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What's the difference between Talmud, Gemorah, and Shas?

All of those are part of Torah Shebal Peh ("The Oral Torah"). When G-d gave the torah to Moshe on Har Sinai, He not only gave him scripture, but also many oral explanations of the scriptures, traditions to pass on to the Jews, as well as a systematic methodology to derive laws ands theological principals from the scriptures which would not be apparent by simply reading them on the surface.

These explanations, derivations, and interpretations - everything given to Moshe on Har Sinai besides the scriptures, as well as any derivative teachings that would result from using the G-d-given methodology of interpreting scriptures - is what we call Torah Shebal Peh.

Torah Shebal Peh is part and parcel of our "bible". Its authority is equal to that of the scriptures. In fact, they are not really two "Torahs" but one Torah with two parts. (Technically, laws explicit in scripture have precedence over laws derived indirectly from scripture, but that is not due to any "inferiority" of the authority of the Oral Law.)

Now you need one more word to define, and then we're ready to answer your post:

The Mishna (lit. "recitation") is the collection of Torah Shebal Peh teachings mostly in matters of Torah law (aka "halachah"), and sometimes, but much less often, in matters of Torah ethics or theology, compiled and sealed by R. Yehuda HaNasi around the year 200 CE. The Torah authorities cited in the Mishna, including R. Yehuda HaNasi himself, are called "Tannaim" (lit. "teachers").

The reason it is called "recitation" is because the Mishna was taught orally, from mouth of teacher to ears of students, as opposed to scripture ("Mikrah") which was written and learned from texts.

Once the Mishna was created, it was subsequently analyzed, explained, and expounded on according to the G-d-given methodology that was handed down generation-to-generation, by the most skilled Judaic scholars in the world. These great and holy sages were called "Amorayim" (lit. "explainers"), and their discussions about the Mishna, as well as other teachings of theirs, are called "Gemora" (lit. "teachings", in Aramaic, which is the language of the Gemora). The conclusive opinions, explanations, and interpretations of the Amoroyim are also part of Torah Shebal Peh.

The Hebrew word for Gemora, "teachings", is "Talmud". (So "Talmud" and "Gemora" are really synonymous, but often the word Talmud is used loosely to describe the collective body of Mishna and Gemora together.)

The activity of the Amorayim, i.e. the creations of the "Gemora" took place in two locations: Eretz Yisroel, and Bavel (currently Iraq). We therefore have two separate yet related bodies of Gemora - the Talmud Bavli ("Babylonian Talmud"), and the Talmud Yerushalmi ("Jerusalem Talmud"). The Talmud Bavli was completed after about 7 generations (!) of Amoraic activity, and the Talmud Yerushalmi after about 5.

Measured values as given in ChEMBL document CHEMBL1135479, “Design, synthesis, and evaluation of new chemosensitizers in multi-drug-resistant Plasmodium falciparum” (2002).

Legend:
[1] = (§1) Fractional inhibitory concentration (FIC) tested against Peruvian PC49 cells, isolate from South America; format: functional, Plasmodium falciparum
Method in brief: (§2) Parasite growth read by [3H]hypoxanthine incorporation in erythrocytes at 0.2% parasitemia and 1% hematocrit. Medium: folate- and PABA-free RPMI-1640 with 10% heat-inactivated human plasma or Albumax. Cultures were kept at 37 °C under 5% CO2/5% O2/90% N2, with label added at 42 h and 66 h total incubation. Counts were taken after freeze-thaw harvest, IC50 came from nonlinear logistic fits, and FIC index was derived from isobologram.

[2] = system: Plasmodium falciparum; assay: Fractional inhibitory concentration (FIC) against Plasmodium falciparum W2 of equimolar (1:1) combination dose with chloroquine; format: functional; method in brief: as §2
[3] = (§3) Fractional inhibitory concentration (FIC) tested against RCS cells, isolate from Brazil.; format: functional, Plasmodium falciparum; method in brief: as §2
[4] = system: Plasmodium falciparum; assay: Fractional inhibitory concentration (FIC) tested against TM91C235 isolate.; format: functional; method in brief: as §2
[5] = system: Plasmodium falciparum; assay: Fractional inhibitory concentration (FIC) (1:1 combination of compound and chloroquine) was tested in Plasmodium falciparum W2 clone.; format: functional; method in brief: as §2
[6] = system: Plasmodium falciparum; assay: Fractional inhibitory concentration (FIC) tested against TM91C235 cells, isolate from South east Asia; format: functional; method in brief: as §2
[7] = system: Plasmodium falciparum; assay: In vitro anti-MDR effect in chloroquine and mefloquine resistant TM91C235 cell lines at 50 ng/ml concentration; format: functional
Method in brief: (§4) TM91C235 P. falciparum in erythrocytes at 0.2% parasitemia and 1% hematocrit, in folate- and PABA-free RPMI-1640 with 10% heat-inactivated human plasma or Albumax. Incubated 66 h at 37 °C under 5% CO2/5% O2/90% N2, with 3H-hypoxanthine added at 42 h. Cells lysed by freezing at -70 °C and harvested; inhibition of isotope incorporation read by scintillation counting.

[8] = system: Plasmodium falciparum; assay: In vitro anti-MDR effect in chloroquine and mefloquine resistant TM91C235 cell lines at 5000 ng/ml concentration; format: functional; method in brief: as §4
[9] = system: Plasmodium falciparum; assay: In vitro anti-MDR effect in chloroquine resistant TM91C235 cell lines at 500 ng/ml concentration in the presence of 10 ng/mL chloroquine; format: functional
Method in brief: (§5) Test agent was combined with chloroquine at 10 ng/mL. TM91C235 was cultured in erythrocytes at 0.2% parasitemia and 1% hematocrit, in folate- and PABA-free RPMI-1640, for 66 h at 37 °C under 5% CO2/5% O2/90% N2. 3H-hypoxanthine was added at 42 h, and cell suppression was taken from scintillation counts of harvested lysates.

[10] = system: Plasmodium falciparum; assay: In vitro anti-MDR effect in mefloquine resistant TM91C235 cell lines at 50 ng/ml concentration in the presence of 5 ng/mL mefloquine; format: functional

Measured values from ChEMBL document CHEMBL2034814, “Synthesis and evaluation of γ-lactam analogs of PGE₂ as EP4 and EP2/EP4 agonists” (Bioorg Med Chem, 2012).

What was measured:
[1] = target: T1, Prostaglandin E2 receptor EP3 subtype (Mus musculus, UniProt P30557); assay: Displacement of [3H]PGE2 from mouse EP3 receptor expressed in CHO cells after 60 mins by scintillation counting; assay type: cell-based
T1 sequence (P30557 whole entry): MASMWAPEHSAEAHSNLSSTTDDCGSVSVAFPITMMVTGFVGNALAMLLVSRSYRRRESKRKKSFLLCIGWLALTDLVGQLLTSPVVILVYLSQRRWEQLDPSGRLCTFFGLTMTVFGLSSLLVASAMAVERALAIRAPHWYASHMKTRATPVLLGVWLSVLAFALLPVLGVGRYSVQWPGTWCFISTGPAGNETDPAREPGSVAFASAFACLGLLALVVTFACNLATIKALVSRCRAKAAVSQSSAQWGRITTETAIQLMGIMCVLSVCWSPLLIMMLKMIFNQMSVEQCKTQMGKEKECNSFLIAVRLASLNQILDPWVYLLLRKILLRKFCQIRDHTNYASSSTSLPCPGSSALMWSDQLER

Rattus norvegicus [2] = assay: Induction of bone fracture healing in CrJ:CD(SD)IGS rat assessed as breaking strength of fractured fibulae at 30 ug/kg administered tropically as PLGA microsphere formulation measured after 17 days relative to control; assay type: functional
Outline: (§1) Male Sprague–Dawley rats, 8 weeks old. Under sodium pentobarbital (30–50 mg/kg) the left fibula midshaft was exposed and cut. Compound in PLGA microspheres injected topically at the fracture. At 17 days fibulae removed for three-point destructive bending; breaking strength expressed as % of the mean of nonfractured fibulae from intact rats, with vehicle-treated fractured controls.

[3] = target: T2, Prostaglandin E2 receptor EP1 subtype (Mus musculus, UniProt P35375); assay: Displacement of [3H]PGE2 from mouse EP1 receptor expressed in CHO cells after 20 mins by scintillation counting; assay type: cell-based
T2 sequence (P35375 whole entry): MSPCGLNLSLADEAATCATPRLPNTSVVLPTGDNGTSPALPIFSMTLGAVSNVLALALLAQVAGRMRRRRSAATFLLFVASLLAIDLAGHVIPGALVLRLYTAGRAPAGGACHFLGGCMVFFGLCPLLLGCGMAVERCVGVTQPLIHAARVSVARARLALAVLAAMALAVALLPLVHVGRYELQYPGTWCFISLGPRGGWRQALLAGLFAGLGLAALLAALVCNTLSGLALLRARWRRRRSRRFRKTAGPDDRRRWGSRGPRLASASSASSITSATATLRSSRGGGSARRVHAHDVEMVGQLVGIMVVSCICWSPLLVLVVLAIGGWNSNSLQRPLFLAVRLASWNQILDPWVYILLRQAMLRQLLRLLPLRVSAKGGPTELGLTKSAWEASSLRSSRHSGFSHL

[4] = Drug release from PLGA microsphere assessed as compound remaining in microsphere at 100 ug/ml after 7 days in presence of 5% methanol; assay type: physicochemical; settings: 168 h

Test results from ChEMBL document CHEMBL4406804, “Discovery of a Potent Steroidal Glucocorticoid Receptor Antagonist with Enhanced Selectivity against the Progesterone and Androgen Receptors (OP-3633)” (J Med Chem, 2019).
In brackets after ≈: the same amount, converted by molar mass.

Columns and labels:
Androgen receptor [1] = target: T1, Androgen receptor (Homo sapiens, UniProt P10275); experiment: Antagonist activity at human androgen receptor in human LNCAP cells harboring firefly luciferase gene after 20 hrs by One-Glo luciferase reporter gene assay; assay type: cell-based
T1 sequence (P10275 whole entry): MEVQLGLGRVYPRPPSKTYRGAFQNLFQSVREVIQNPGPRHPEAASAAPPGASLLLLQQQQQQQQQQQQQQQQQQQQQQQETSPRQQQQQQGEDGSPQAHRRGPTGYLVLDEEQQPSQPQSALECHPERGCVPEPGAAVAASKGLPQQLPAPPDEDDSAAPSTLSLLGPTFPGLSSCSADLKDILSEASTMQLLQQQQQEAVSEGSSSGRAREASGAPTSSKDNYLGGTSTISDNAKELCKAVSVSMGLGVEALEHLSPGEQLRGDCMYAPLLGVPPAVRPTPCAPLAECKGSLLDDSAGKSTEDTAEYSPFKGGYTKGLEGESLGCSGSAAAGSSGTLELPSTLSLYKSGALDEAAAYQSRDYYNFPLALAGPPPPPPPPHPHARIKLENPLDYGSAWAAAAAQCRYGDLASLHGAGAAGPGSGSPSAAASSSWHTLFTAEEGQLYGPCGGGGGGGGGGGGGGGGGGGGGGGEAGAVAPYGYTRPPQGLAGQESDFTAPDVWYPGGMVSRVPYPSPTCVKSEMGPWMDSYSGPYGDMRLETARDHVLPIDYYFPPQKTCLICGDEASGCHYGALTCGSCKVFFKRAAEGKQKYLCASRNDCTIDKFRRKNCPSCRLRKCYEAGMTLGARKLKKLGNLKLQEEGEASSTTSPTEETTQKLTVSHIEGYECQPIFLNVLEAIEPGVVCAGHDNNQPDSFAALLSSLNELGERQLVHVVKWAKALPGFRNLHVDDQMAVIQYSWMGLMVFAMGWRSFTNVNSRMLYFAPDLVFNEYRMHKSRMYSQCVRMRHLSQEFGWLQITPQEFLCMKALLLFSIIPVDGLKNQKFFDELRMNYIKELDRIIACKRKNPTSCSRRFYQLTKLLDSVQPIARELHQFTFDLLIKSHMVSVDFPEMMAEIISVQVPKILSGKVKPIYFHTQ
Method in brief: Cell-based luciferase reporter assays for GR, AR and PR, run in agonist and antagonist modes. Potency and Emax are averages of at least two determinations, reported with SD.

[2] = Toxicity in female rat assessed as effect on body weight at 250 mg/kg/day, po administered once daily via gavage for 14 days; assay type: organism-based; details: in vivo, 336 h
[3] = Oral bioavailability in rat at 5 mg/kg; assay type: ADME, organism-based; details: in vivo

The Talmud Bavli has more authority than the Talmud Yerushalmi, and as a rule, when there is a disagreement between them; the opinion of the Talmud Bavli is binding.

As for "shas" - that's a political party in Israel.

Only joking. The Mishna discusses primarily 6 categories of laws, and is compiled in a way that all the laws of each type is consolidated in its own section. Thus, we have 6 "sedorim" (plural of "seder", lit. "arrangement" or "order" - used to describe an organized, planned approach to something. This word is the same as in the "seder" on Passover night. There it describes an orderly execution of the night's Mitzvos). The six Sedorim are:

Zeraim - laws pertaining to agriculture and produce (such as tithes)

Moed - laws pertaining to events and times (such as keeping shabbos, when to pray etc)

Nashim - laws pertaining to relationship between men and women (such as marriage and divorce)

Nezikin - Civil law

Kodshim - Laws pertaining to sacrifices and Mitzvos performed in the Bais Hamikdosh

Taharos - Laws of purity and impurity (such as result from contact with a dead body)

The word "shas" is an acronym for "Shisha sedorim" - "Six Sections". It is used to collectively describe all 6 sections of Mishna and its accompanying Gemora. To avoid confusion, when we refer to the 6 sections of Mishna without the Gemora, we don’t use the abbreviation, but we simply say "Shisha sidrei mishna", or "shisha sedorim".

So when you hear that so-and-so "know all of shas" it means he knows not only all the Mishnas, but also their accompanying Gemoras as well.

Because the Talmud Bavli is the more authoritative of the two Talmuds, it is learned almost exclusively by Torah students today, with only occasional use of the Yerushalmi. Thus, when you hear someone mention "Shas", it would refer to only the Talmud Bavli Gemora, without the Yerushalmi.

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